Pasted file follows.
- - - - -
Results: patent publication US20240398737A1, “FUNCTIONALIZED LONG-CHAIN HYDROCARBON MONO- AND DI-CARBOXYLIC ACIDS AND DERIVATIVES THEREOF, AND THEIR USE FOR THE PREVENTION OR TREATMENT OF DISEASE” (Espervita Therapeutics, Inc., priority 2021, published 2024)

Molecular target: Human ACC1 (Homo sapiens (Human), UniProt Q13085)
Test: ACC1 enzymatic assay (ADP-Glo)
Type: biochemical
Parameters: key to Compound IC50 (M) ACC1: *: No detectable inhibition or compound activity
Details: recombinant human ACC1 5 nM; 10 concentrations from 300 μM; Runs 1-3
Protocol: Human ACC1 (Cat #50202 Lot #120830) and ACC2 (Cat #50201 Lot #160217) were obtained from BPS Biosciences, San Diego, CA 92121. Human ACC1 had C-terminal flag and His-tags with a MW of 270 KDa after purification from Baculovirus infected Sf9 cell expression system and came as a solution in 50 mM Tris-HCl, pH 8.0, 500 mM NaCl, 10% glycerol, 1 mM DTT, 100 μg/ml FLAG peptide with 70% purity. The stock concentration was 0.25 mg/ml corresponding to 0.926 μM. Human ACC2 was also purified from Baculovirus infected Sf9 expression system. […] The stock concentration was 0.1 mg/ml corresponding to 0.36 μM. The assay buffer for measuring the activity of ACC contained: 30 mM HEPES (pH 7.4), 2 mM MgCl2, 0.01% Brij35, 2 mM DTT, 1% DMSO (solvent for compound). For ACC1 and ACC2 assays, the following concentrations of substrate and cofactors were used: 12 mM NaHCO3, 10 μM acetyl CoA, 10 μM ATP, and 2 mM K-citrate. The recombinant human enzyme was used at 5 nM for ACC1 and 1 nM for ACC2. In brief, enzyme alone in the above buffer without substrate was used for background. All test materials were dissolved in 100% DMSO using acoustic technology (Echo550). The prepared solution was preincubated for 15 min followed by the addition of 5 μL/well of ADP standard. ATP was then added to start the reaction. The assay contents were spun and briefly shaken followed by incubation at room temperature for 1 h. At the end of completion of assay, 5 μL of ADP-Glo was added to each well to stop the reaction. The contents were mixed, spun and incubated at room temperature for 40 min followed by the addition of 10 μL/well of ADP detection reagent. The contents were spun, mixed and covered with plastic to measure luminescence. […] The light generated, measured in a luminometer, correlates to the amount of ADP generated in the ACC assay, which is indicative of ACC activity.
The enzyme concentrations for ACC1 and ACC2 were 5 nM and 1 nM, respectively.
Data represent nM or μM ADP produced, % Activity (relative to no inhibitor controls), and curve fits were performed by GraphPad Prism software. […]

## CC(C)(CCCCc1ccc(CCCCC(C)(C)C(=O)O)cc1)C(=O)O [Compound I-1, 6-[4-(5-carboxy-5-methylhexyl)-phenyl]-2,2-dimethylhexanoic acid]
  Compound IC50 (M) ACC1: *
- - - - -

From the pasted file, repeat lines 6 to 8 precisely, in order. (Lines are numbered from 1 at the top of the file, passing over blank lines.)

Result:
Details: recombinant human ACC1 5 nM; 10 concentrations from 300 μM; Runs 1-3
Protocol: Human ACC1 (Cat #50202 Lot #120830) and ACC2 (Cat #50201 Lot #160217) were obtained from BPS Biosciences, San Diego, CA 92121. Human ACC1 had C-terminal flag and His-tags with a MW of 270 KDa after purification from Baculovirus infected Sf9 cell expression system and came as a solution in 50 mM Tris-HCl, pH 8.0, 500 mM NaCl, 10% glycerol, 1 mM DTT, 100 μg/ml FLAG peptide with 70% purity. The stock concentration was 0.25 mg/ml corresponding to 0.926 μM. Human ACC2 was also purified from Baculovirus infected Sf9 expression system. […] The stock concentration was 0.1 mg/ml corresponding to 0.36 μM. The assay buffer for measuring the activity of ACC contained: 30 mM HEPES (pH 7.4), 2 mM MgCl2, 0.01% Brij35, 2 mM DTT, 1% DMSO (solvent for compound). For ACC1 and ACC2 assays, the following concentrations of substrate and cofactors were used: 12 mM NaHCO3, 10 μM acetyl CoA, 10 μM ATP, and 2 mM K-citrate. The recombinant human enzyme was used at 5 nM for ACC1 and 1 nM for ACC2. In brief, enzyme alone in the above buffer without substrate was used for background. All test materials were dissolved in 100% DMSO using acoustic technology (Echo550). The prepared solution was preincubated for 15 min followed by the addition of 5 μL/well of ADP standard. ATP was then added to start the reaction. The assay contents were spun and briefly shaken followed by incubation at room temperature for 1 h. At the end of completion of assay, 5 μL of ADP-Glo was added to each well to stop the reaction. The contents were mixed, spun and incubated at room temperature for 40 min followed by the addition of 10 μL/well of ADP detection reagent. The contents were spun, mixed and covered with plastic to measure luminescence. […] The light generated, measured in a luminometer, correlates to the amount of ADP generated in the ACC assay, which is indicative of ACC activity.
The enzyme concentrations for ACC1 and ACC2 were 5 nM and 1 nM, respectively.